On Being the Forest for the Trees

The sermon for Sunday, February 2nd, 2014 (Groundhog Day!) is about being willing to invest in a future you will not see. You can read more about the image of old growth forests in my colleague Rev. Isaac’s blogpost by clicking here. The passage for the sermon is the story of the baby Jesus being consecrated at the Temple, found in Luke 2:22-40. May God bless you this week and always.

On Being the Forest For the Trees


Most of the great women of the Bible achieve their greatness through childbirth. The story is pretty familiar, a pious old woman is barren, and she wonders how it is that God has denied her the blessing of a child. And then God sees her distress and opens her womb and blesses her with a child, who then grows up to be a great leader of Israel. This is the story of Elizabeth bearing John the Baptist that opens Luke’s Gospel, and roughly the same story happens when Sarah bears Isaac, and when Hannah bears Samuel, and when Manaoh’s wife (whose name we don’t know) brings Samson into the world. For ancient Bible authors, bearing a great child was perhaps the greatest thing a woman could do, and so the stories that are told of great women of the Bible often revolve around them bearing and blessing their own children.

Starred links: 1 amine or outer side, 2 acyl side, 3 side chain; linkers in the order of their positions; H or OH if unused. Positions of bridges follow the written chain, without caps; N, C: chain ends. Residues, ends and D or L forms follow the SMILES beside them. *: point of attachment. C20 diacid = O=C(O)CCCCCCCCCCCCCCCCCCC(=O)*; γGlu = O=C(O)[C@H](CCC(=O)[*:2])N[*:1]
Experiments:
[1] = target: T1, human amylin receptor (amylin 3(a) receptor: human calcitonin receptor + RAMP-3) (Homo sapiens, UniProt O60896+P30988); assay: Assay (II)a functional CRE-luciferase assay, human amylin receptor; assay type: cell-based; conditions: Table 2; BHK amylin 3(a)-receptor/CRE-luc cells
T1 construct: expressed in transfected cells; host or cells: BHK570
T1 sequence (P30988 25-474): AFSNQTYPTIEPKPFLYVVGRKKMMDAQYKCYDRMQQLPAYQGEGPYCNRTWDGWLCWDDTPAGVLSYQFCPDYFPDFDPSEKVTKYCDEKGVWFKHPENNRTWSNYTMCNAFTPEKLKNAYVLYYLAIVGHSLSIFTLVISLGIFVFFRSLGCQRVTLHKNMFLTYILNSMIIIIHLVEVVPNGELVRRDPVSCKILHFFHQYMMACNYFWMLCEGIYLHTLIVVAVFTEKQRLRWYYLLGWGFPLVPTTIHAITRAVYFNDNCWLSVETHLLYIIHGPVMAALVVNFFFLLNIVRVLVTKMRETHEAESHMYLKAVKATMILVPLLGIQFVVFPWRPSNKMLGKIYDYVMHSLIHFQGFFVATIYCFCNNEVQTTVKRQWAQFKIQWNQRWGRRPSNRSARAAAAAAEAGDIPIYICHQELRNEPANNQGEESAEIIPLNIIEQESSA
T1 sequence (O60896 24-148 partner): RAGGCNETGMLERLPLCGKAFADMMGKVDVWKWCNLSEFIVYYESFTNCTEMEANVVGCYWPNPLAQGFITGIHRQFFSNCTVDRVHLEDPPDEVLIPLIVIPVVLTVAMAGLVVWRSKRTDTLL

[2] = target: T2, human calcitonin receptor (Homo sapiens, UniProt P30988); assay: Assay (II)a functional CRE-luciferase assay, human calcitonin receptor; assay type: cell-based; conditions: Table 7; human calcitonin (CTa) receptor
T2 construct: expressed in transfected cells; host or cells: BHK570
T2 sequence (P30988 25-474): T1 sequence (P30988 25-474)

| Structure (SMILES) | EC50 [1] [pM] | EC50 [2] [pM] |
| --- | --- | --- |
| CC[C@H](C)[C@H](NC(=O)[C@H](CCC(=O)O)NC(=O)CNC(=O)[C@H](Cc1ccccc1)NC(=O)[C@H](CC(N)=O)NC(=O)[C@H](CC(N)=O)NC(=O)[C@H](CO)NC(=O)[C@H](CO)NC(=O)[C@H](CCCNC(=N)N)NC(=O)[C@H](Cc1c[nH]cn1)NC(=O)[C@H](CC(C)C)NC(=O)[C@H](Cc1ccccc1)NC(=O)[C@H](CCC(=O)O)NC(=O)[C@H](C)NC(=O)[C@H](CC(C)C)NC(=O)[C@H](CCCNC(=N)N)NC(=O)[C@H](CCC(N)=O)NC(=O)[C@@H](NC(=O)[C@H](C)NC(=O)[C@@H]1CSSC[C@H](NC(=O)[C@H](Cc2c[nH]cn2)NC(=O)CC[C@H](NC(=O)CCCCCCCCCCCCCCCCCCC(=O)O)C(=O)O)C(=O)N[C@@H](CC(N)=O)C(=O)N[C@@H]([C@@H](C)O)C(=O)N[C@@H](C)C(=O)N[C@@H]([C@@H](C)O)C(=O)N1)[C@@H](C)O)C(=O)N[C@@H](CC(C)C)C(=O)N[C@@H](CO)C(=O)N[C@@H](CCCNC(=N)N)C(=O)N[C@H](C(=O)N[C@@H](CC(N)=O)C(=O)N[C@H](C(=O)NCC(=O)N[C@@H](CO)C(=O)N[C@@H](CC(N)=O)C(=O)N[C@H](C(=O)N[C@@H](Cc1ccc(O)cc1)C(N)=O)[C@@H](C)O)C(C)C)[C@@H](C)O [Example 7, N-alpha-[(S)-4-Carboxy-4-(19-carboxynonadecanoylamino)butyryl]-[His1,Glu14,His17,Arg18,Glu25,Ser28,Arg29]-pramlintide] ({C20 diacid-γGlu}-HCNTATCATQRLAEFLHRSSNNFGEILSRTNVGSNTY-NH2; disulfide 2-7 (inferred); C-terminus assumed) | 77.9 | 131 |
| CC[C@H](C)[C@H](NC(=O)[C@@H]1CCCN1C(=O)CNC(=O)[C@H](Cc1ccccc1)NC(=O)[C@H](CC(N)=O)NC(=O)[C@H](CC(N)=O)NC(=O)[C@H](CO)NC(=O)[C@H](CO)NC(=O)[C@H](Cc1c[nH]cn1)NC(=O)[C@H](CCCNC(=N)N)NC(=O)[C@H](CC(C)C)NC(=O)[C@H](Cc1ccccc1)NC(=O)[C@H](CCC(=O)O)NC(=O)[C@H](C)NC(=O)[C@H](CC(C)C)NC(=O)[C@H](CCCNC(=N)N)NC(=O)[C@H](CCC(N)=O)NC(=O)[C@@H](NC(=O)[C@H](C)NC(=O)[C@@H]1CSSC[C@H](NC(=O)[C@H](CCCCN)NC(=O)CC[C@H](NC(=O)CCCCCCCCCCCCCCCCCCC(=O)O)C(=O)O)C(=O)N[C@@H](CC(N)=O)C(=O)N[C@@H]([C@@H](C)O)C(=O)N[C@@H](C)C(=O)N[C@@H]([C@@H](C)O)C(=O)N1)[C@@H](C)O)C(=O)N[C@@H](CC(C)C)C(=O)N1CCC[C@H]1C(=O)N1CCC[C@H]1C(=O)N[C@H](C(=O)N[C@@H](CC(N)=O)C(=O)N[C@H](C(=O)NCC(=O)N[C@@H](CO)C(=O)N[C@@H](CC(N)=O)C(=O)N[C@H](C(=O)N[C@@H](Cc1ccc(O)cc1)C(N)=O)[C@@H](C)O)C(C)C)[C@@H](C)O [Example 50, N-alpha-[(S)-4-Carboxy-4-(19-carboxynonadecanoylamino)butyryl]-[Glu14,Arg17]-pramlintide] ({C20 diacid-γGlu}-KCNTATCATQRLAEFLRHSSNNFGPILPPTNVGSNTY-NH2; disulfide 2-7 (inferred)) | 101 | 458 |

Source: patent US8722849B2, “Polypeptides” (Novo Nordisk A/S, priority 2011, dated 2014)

But in our story for today, the story of the prophet Anna upends that trend. Anna, like Hannah or Sarah or Elizabeth before her, was old and probably barren. She had been unable to have a child with her husband, and when he died she never remarried, even though at that time there was a lot of financial and legal pressure to do so.[1] Instead, she devoted herself to serving the Lord, worshipping and praying at the Temple all of her days. But instead of miraculously being found with child in her old age, she comes to serve God in a different way. Anna becomes a prophet of the Lord.